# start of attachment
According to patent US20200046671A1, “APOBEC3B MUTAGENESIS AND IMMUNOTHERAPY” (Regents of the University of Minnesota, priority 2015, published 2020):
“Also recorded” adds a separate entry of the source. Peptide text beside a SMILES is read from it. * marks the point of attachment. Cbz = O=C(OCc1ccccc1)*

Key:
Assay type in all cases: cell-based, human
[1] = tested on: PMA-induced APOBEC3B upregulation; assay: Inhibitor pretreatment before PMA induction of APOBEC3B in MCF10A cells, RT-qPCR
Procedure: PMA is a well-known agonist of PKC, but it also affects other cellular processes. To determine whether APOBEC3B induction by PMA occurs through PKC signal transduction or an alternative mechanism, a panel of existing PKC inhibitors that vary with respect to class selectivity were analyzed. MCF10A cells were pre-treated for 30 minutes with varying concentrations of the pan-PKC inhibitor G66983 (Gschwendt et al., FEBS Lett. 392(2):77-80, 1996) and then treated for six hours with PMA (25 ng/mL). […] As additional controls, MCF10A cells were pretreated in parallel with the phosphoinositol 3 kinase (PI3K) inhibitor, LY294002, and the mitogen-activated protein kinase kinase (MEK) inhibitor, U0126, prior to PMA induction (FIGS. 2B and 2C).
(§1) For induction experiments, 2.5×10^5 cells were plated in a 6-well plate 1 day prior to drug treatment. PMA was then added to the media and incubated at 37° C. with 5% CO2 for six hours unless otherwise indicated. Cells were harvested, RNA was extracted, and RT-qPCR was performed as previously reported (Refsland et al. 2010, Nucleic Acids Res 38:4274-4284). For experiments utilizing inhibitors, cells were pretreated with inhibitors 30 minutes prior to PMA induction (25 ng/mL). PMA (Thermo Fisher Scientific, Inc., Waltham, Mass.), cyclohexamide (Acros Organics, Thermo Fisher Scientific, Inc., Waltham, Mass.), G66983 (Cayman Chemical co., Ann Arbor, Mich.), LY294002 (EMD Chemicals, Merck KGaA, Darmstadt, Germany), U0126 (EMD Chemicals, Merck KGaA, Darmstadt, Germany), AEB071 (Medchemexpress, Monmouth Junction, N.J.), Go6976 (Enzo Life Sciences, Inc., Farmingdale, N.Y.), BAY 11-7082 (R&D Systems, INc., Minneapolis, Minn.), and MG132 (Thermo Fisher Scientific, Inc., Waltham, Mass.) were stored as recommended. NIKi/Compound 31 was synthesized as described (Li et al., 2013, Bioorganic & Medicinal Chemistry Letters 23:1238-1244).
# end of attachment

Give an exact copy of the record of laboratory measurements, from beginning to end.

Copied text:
According to patent US20200046671A1, “APOBEC3B MUTAGENESIS AND IMMUNOTHERAPY” (Regents of the University of Minnesota, priority 2015, published 2020):
“Also recorded” adds a separate entry of the source. Peptide text beside a SMILES is read from it. * marks the point of attachment. Cbz = O=C(OCc1ccccc1)*

Key:
Assay type in all cases: cell-based, human
[1] = tested on: PMA-induced APOBEC3B upregulation; assay: Inhibitor pretreatment before PMA induction of APOBEC3B in MCF10A cells, RT-qPCR
Procedure: PMA is a well-known agonist of PKC, but it also affects other cellular processes. To determine whether APOBEC3B induction by PMA occurs through PKC signal transduction or an alternative mechanism, a panel of existing PKC inhibitors that vary with respect to class selectivity were analyzed. MCF10A cells were pre-treated for 30 minutes with varying concentrations of the pan-PKC inhibitor G66983 (Gschwendt et al., FEBS Lett. 392(2):77-80, 1996) and then treated for six hours with PMA (25 ng/mL). […] As additional controls, MCF10A cells were pretreated in parallel with the phosphoinositol 3 kinase (PI3K) inhibitor, LY294002, and the mitogen-activated protein kinase kinase (MEK) inhibitor, U0126, prior to PMA induction (FIGS. 2B and 2C).
(§1) For induction experiments, 2.5×10^5 cells were plated in a 6-well plate 1 day prior to drug treatment. PMA was then added to the media and incubated at 37° C. with 5% CO2 for six hours unless otherwise indicated. Cells were harvested, RNA was extracted, and RT-qPCR was performed as previously reported (Refsland et al. 2010, Nucleic Acids Res 38:4274-4284). For experiments utilizing inhibitors, cells were pretreated with inhibitors 30 minutes prior to PMA induction (25 ng/mL). PMA (Thermo Fisher Scientific, Inc., Waltham, Mass.), cyclohexamide (Acros Organics, Thermo Fisher Scientific, Inc., Waltham, Mass.), G66983 (Cayman Chemical co., Ann Arbor, Mich.), LY294002 (EMD Chemicals, Merck KGaA, Darmstadt, Germany), U0126 (EMD Chemicals, Merck KGaA, Darmstadt, Germany), AEB071 (Medchemexpress, Monmouth Junction, N.J.), Go6976 (Enzo Life Sciences, Inc., Farmingdale, N.Y.), BAY 11-7082 (R&D Systems, INc., Minneapolis, Minn.), and MG132 (Thermo Fisher Scientific, Inc., Waltham, Mass.) were stored as recommended. NIKi/Compound 31 was synthesized as described (Li et al., 2013, Bioorganic & Medicinal Chemistry Letters 23:1238-1244).